Bluetooth Connectivity with Win7

edited November 2013 in Help & Testing
Does anyone here stream media from phone to PC over BT?   On my old laptop (XP) I could pair my phone to my laptop and run Pandora on my phone and have it piped to my desktop speakers via my laptop. 

Now with Win7, I can pair my phone to the laptop, but it will not connect.

When I pair the phone & laptop it installs device drivers six times for "Bluetooth Peripheral Device" but unsuccessfully.  I have searched for solutions online and found a recommended process where you install Microsoft "Windows Mobile Device Center" for Vista and manually install drivers. This has allegedly worked for many users.

I have done this process several times already, but no success so far.
The phone is a Motorola Razr HD Maxx and laptop is HP 9470m.


  • edited November 2013
    Why not just run Pandora directly from the computer? I BT between my laptop and phone all the time, but for data tethering.
  • ZedZed
    edited November 2013
    Seabird said:

    Why not just run Pandora directly from the computer? I BT between my laptop and phone all the time, but for data tethering.

    Because any sort of media streaming is blocked on our network.  I'd be running it Pandora on my phone data plan instead of the inhouse network.  I can also just run my mp3/wma files via BT too incase I don't have data to spare.

    I've downloaded some Broadcom drivers (manufacturer of BT radio) as well as an HP service pack for their BT radios (should be the same in theory).  However when I run either driver install package it says that I must turn on my BT device.  I've gone into service.msc and the BT is already running, and I have managed to pair my phone to the computer... so I know that BT is on and at a bare minimum sees the the phone, it just isn't communicating.
  • edited November 2013
    Depending on the brand of laptop (HP?), you might have to find a utility application beyond just the driver to establish the data stream.

    Bear in mind that you're bypassing the security protocols on your internal network and *probably* violating company policy. No skin off my nose, but it's something to consider if you care about such things. :P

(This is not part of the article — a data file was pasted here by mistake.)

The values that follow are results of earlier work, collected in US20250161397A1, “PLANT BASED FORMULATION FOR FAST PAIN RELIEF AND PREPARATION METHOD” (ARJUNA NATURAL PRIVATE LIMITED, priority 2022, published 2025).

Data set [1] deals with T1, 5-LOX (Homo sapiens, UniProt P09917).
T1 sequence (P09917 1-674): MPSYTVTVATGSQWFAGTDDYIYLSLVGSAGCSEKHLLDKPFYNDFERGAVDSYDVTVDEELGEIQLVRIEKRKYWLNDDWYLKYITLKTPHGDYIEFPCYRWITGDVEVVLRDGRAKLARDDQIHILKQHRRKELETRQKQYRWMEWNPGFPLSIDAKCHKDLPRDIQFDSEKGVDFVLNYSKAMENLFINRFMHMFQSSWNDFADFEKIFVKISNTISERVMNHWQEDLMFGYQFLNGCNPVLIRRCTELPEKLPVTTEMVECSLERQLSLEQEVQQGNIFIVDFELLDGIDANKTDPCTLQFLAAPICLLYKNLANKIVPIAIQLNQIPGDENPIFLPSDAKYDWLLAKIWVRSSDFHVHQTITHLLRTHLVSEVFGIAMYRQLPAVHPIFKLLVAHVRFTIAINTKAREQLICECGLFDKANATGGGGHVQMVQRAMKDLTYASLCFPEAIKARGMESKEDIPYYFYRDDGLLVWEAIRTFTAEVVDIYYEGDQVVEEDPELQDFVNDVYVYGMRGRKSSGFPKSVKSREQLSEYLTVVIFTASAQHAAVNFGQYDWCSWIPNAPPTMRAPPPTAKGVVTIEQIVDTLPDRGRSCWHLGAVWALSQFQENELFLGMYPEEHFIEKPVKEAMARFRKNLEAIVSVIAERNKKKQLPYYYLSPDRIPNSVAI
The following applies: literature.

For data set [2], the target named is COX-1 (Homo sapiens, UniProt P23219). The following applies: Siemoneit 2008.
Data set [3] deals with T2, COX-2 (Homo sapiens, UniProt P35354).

• Your computer doesn't have software on it that gives it the Bluetooth A2DP client profile. That profile is what BT stereo speakers and headphones have that lets you stream music to them.

    Get a set of BT speakers like MC suggested.
  • Hey, don't get me wrong I love electronic gadgets as much as the next guy, but why the hell should I have to purchase widgets & dongles to do something that basic? Am I out of line in my expectations that a newer computer should at least have the same functionality of its predecessor?  Especially when it has the hardware on board to perform the same functions?
  • You guys need my help with this, or do you have it covered?
  • What's a battle?
  • Zed said:

    Hey, don't get me wrong I love electronic gadgets as much as the next guy, but why the hell should I have to purchase widgets & dongles to do something that basic? Am I out of line in my expectations that a newer computer should at least have the same functionality of its predecessor?  Especially when it has the hardware on board to perform the same functions?

    As Dave and I mentioned, it's just software that needs to be installed. The hardware is all technically there. It's a question of whether or not your IT staff will provide you with that software, but again, it opens your PC up to an unfiltered connection to the Internet and they might tell you to fuck off.
  • Zed, I had the exact same problem on the company laptop that I had last year.

    I did eventually manage to get it to work but that was only after quite a bit of googling and trying different things. I honestly don't remember what I did.

    The thing is, I was trying to stream Internet radio from my laptop, over the company network into a set of Bluetooth headphones.

    What you're trying to do is slightly different in that you're trying to stream through a non-company device that's not protected by the company's security into a laptop that's behind your company's firewall. That is, if I understood your situation correctly.

    So it's not just a matter of convenience, which arguably should be enough. It's also a matter of security. Anything you stream through your handheld device and then output to your computer via an audio cable is not something that's going to infect your company's computer.

    Also, it won't be dependent on that single device. Nomatter what computer you have, no matter what the situation is, the device allows you to pair your phone with the device and then after that pairing, send the data stream to whatever device you wish as an AUDIO input. That could be speakers, that can be a computer it doesn't matter and your company doesn't have to worry about malware.